advances two points on appeal. In both points, Father
contends the trial court erred in terminating Father's
parental rights because there existed no substantial evidence
to support the Judgment and the Judgment was against the
in his first point on appeal, Father maintains Mother and
Step-Father failed to prove by clear, cogent, and convincing
evidence Father willfully abandoned Daughter for a period of
at least six months prior to the filing of the Petition.
Similarly, in his second point on appeal, Father avers Mother
and Step-Father failed to prove by clear, cogent, and
convincing evidence Father willfully neglected Daughter for a
period of at least six months prior to the filing of the
Petition. We agree.
court reviews the judgment of the trial court under the
standard of review applicable to any other court-tried case.
The judgment will be affirmed unless it is not supported by
substantial evidence, it is against the weight of the
evidence, or it erroneously declares or applies the law.
Murphy v. Carron, 536 S.W.2d 30, 32 (Mo. banc 1976).
We will defer to the trial court's determination of
credibility, and we review the evidence and permissible
inferences in the light most favorable to the trial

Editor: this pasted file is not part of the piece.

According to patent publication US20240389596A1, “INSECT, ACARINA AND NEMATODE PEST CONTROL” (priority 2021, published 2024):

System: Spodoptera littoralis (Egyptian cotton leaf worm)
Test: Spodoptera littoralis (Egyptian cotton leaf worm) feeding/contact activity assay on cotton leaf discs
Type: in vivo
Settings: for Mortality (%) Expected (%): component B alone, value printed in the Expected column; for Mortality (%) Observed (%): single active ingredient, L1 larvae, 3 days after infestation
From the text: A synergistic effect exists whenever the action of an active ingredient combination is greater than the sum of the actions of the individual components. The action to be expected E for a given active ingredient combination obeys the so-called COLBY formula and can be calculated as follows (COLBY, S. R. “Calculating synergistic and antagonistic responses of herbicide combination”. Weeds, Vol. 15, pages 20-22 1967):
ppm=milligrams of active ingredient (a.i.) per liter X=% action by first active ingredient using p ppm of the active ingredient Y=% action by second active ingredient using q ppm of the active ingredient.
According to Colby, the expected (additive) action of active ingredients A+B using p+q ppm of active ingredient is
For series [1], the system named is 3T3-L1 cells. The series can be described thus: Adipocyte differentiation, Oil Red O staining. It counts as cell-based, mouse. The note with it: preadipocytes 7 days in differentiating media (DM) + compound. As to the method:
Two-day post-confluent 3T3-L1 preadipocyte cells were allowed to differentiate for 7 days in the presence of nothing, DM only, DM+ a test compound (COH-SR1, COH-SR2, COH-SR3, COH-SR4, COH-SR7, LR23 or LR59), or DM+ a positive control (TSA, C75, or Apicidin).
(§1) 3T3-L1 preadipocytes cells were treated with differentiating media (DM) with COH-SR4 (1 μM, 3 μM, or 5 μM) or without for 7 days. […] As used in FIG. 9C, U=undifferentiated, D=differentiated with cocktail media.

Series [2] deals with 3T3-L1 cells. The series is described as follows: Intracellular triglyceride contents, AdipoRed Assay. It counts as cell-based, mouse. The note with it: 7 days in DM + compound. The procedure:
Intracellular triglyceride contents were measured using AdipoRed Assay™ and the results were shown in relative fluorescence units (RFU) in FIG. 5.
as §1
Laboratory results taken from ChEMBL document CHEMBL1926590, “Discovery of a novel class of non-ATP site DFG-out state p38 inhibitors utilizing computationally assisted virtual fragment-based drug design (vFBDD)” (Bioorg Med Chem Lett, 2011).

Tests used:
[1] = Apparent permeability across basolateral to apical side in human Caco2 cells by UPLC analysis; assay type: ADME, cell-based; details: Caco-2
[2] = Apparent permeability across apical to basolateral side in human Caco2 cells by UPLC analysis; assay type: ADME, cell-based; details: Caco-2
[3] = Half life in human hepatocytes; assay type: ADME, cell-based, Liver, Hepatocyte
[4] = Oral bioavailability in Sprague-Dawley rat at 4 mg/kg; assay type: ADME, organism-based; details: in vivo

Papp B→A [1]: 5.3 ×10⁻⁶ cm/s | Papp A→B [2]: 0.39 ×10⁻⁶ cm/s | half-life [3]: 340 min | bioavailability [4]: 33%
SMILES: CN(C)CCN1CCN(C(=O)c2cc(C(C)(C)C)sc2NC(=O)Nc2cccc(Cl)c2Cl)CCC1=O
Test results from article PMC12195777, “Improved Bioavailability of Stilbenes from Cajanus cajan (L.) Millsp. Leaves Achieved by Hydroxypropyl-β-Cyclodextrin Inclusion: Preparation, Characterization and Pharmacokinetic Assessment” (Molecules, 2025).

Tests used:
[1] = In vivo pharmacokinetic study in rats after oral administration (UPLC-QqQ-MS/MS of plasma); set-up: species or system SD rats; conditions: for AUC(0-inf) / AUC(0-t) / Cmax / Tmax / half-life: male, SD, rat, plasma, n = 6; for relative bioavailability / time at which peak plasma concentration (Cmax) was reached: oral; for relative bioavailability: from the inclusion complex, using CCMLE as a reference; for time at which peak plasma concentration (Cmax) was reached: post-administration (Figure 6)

court's judgment. G.E.R. v. B.R., 441 S.W.3d
190, 195 (Mo. App. W.D. 2014). "The judgment will be
reversed only if this court is left with a firm belief that
the order is wrong." Id.
court is cognizant of our limited scope of review; however,
our confidence in the trial court's Judgment is gravely
diminished because in adjudicating this matter, the trial
court elected to adopt, verbatim, the Proposed
Findings of Fact and Conclusions of Law submitted by Mother
and Step-Father. In re K.A.W., 133 S.W.3d 1, 12 (Mo.
banc 2004) ("[W]hen reviewing a trial court's
termination of parental rights, appellate courts must examine
the trial court's findings of fact and conclusions of law
practice may not be erroneous, per se, but our
appellate courts have repeatedly chastised our trial courts
for adopting, verbatim, proposed judgments. Neal v.
Neal, 281 S.W.3d 330, 337 (Mo. App. E.D. 2009).
"[W]hen a court adopts in its entirety the proposed
findings of fact and conclusions of law of one of the
parties, there may be a problem with the appearance . . .
[because t]he judiciary is not and should not be a
rubber-stamp for anyone." State v. Griffin, 848
S.W.2d 464, 471 (Mo. banc 1993); see also Brinkley v.
Brinkley, 725 S.W.2d 910, 911 n.2 (Mo. App. E.D. 1987)
("Even the most conscientious advocate cannot reasonably
be expected to prepare a document which would reflect
precisely the trial court's view of the evidence.").
these grave concerns, we heed our standard of review and
afford the Judgment of the trial court the requisite
deference. The Judgment of the trial court explicitly found
the testimony and evidence of Father not to be credible and
the testimonies and evidence of Mother and Step-Father to be
credible. Thus, this court grants all reasonable inferences
in favor of the Judgment. In re Adoption of K.L.G.,
639 S.W.2d 619, 623 (Mo. App. S.D. 1982) ("[T]his court
must give due regard to ...